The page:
Diamond signed with the World Wrestling Federation in 1990, working mainly on the lower card against Dustin Rhodes,[12] Hillbilly Jim,[13] and Al Perez,[14] usually in a losing role. Orient Express member Akio Sato decided to take a position in the Titan (WWF) front office focusing on the WWF television rights sold to Japan TV networks following the 1990 Survivor Series. Following Survivor Series 1990 the "C-team" house shows were no longer taking place and many wrestlers left television following the event. The move left Pat Tanaka without a partner in The Orient Express. The WWF decided to reunite the team known as Badd Company, only this time with Paul Diamond wearing a mask to hide the fact that he was not Asian and using the name of Kato.[9] During this time, the team had a very well received match with their old enemies the Rockers at the 1991 Royal Rumble,[15] and another acclaimed match against the New Foundation at the 1992 Royal Rumble,[16] which were the only PPV appearances for the New Orient Express. Kato spent a great deal of the 1992 campaign flying solo, posting a notable victory over The Brooklyn Brawler at Maple Leaf Gardens on February 9, 1992, in addition to collecting wins against the likes of grinders such as Jim Powers, Phil Apollo, JW Storm, Kid Collins, and Dale Wolfe. He also would serve as the first opponent for the re-debut of Crush under his "Kona Crush" persona.

Sato briefly rejoined the team in 1991 to team with Tanaka and Kato for a series of 6-man tag-team matches on WWF house shows,[17] but left the WWF after only a handful of matches. Tanaka would leave the WWF in early 1992.[18] Diamond continued to wrestle as Kato until that October, primarily being used as an enhancement talent.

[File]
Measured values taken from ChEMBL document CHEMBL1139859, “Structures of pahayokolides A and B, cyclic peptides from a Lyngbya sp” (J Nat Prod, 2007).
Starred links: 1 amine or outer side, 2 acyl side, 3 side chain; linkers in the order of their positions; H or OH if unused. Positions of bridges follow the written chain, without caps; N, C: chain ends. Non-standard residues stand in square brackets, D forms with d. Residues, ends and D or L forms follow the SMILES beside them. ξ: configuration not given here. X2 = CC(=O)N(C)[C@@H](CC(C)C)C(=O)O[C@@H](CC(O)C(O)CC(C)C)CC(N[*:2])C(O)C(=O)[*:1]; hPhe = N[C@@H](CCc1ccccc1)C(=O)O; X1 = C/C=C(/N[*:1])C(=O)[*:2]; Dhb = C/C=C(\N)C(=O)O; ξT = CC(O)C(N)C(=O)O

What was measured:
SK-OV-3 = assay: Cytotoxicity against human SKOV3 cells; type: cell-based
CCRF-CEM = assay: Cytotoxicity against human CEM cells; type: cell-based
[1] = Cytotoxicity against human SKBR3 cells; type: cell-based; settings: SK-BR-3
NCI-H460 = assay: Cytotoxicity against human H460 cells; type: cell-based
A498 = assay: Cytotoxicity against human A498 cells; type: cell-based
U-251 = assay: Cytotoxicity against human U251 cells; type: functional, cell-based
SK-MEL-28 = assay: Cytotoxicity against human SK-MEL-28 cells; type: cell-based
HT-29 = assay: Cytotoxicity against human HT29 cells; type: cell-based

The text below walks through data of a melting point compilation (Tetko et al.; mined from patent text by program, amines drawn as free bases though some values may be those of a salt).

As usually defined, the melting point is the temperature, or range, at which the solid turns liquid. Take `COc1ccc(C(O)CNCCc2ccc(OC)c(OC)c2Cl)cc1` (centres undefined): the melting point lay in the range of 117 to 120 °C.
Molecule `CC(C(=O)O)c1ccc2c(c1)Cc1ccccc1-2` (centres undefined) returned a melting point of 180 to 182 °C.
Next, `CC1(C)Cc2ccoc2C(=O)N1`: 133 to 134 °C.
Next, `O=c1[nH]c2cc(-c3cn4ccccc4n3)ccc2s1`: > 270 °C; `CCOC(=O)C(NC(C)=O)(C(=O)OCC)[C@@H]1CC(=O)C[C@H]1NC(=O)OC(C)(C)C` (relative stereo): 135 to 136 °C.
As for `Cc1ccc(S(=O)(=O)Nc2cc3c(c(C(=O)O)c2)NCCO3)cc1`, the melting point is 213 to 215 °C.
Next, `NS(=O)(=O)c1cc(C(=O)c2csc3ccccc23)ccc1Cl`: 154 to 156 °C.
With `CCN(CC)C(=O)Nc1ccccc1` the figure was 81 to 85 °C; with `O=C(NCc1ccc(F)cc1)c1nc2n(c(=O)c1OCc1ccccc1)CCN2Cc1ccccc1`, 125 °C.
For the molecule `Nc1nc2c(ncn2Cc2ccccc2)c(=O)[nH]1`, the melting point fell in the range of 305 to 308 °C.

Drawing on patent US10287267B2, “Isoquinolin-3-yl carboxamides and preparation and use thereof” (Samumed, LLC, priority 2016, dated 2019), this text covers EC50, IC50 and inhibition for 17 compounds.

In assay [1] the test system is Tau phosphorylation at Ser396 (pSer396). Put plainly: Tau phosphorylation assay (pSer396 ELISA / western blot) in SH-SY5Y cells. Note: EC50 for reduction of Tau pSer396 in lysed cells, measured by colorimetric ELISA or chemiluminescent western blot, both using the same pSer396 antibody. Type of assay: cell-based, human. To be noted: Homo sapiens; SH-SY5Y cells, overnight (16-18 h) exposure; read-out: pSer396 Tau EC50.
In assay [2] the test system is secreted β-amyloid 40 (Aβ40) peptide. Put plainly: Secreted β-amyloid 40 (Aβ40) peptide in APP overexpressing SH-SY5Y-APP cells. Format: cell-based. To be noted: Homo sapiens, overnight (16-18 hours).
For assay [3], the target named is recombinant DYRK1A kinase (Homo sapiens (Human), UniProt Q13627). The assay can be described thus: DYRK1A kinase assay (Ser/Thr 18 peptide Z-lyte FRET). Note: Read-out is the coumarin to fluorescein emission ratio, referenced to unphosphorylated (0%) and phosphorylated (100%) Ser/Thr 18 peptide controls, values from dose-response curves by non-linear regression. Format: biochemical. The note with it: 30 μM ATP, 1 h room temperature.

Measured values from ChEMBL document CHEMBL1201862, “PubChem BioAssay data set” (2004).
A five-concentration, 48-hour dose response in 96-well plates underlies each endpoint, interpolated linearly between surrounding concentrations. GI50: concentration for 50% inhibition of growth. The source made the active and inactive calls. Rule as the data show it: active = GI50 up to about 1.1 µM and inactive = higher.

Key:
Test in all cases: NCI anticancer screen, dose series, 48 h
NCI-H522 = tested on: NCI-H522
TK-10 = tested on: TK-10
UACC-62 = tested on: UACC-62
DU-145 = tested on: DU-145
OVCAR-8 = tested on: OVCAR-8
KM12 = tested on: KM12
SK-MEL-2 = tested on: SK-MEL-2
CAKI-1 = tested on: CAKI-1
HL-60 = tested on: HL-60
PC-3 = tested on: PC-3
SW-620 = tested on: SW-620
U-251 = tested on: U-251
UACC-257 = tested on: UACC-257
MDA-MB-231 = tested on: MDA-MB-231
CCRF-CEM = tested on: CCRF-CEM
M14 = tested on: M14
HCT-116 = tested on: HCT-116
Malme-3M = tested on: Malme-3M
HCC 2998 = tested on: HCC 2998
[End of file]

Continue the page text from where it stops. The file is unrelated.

Max Moon (1992–1993)

In the fall of 1992, Diamond got a brand new gimmick in "Maximillian Moon" ("Max Moon" for short). Diamond wasn't originally intended to play Max Moon. The gimmick, then called Relampago, was created for Konnan, but Konnan left the WWF after a backstage disagreement. Since Diamond fit the costume, he was chosen to take over the character.[19] The suit was a very elaborate powder blue bodysuit with markings that were supposed to look like a circuit board and white protruding rings around his arms making him look rather "outlandish".[20] The elaborate outfit also came with two wrist devices that shot out fireworks and a jet pack that was supposed to make Max Moon look like a man of the future.

Diamond debuted as the Komet Kid and then would change his name to Max Moon. He would wrestle and defeat Terry Taylor in a series of house show matches during the rest of 1992, but otherwise, his biggest victories came against Rick Martel[21] and Repo Man,[22] both by disqualification. On the December 7, 1992, episode of WWF Prime Time Wrestling, Max Moon teamed with High Energy (Owen Hart and Koko B. Ware) in a six-man tag team match against The Beverly Brothers and The Genius. Max Moon and High Energy won the match when Moon pinned The Genius.

On January 11, 1993, Max Moon wrestled and lost an Intercontinental Championship match to former tag team partner/longtime rival Shawn Michaels on the very first Monday Night Raw.[23] The loss to Michaels was a sign of things to come for the Max Moon gimmick as he began losing to midcarders such as Skinner.[24] The Max Moon gimmick only appeared at one PPV, participating in the 30 Man Elimination match at the 1993 Royal Rumble, where he was in the ring less than 2 minutes.[25] In late February, Paul Diamond's contract with the WWF expired and was not renewed.[3]

Eastern Championship Wrestling / Extreme Championship Wrestling (1993–1994)